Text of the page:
SDS PAGE: Antibody (5μg) in a final volume of 20μl was loaded under both reducing and non-reducing conditions on NuPage, 4-12% Bis-Tris gels (Invitrogen) along with 20μl of molecular weight standards. Protein bands were detected with Coomassie blue staining. Biosensor analyses were conducted on a BIAcore 2000 instrument (GE). The epitope for the recombinant antibody was immobilized in a Ni-NTA chip and a blank control channel was for correction of refractive index effects. Sample at increasing concentrations were flowed over the chip surface and then washed out. The chip was regenerated with 0.1M EGTA between each analysis. FACS analysis was performed with a FACS Canto II cytometer (Becton Dickinson), Cell line expressing antigen A at 5x105cells/sample; Negative control: isotype IgG (10μg /mL); Positive control: Purified LICR A (10μg/mL); Secondary antibody PE conjugated (1:1000) (Sigma); Data analysis using Gatelogic v 3.08 (Inivai).

Results – discussion

LICR A: Production of the LICR A antibody increased from 265 mg/L in shake-flask production to 721 mg/L in 15L bioreactor (Results not shown). The FACS analysis of LICR A antibody with cells expressing the A antigen shows an increased binding when using purified LICR A antibody from the bioreactor production at 50 μg/mL (Mean Fluorescent Intensity (MFI) for PE from LICR A shake flask: 4591 and MFI PE from LICR A bioreactor: 9396). Physicochemical analysis by SDS-PAGE of the product shows that the heavy and light chains (under reduced conditions) and the banding pattern (under non-reduced conditions) are typical for IgG. On SE-HPLC the main peak (94.7% for shake flask and 91.1% for bioreactor) is eluting at the expected size of an intact IgG.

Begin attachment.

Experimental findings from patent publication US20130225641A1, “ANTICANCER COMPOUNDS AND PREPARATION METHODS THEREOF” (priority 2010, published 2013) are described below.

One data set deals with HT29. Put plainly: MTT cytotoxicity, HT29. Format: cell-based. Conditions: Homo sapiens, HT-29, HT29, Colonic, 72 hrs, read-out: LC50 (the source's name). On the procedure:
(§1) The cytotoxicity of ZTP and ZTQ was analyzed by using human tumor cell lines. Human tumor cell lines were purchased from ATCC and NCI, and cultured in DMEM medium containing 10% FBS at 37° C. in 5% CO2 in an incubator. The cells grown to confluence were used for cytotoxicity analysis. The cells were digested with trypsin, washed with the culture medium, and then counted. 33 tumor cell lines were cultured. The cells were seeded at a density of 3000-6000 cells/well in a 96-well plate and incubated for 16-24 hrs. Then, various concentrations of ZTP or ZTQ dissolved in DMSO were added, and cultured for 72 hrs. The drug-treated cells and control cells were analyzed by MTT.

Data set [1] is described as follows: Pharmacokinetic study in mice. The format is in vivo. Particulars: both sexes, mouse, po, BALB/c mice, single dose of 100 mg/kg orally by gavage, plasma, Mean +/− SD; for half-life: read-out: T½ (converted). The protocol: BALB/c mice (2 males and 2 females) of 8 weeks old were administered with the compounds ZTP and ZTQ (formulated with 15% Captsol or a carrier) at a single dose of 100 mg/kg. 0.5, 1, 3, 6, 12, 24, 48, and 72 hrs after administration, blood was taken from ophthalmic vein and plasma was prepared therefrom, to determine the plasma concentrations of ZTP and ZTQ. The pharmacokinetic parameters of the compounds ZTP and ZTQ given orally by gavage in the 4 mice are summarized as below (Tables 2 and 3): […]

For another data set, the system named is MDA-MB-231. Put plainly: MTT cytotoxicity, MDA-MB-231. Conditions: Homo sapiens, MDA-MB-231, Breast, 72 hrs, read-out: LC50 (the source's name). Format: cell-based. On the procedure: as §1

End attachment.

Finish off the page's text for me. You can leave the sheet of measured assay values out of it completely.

LICR B: Production of the LICR B antibody showed a continued increase from the production in bioreactor of the parental LICR B (mu): 109 mg/L to 537 mg/L in shake-flask batch mode and to 1252 mg/L in shake-flask fed-batch mode (Results not shown). The highest productivity observed by ELISA was observed with the supernatant from the 7L bioreactor in fed-batch mode: 2244 mg/L. The BIAcore comparative analysis of the material purified from the LICR B (mu) bioreactor and LICR B bioreactor fed-batch shows an increased binding (decreased Kd) : Kd LICR B (mu) bioreactor: 0.41 nM; Kd LICR B bioreactor fed-batch: 1.13 pM (Figure 1). Physicochemical analysis by SDS-PAGE of the product shows that the heavy and light chains (under reduced conditions) and the banding pattern (under non-reduced conditions) are typical for IgG. On SE-HPLC the main peak [96.8% for LICR B (mu) and 95.9% for LICR B] is eluting as an intact IgG (Results not shown).
Figure 1

Binding to cells expressing the LICR A antigen analysed by FACS for purified LICR A antibody and Binding to LICR B antigen-coated chips analysed by BIAcore for purified LICR B antibody.


We have successfully constructed two GS-CHO cell lines producing functional intact antibodies against cancer-related epitopes. The product concentration was substantially increased for both cell lines without having a negative effect of product quality. Analyses of complex glycans present on LICR A and LICR B antibodies are to be performed.

Authors’ Affiliations

Ludwig Institute for Cancer Research, Melbourne-Austin Branch


© Perani et al; licensee BioMed Central Ltd. 2011

This article is published under license to BioMed Central Ltd. This is an open access article distributed under the terms of the Creative Commons Attribution License (, which permits unrestricted use, distribution, and reproduction in any medium, provided the original work is properly cited.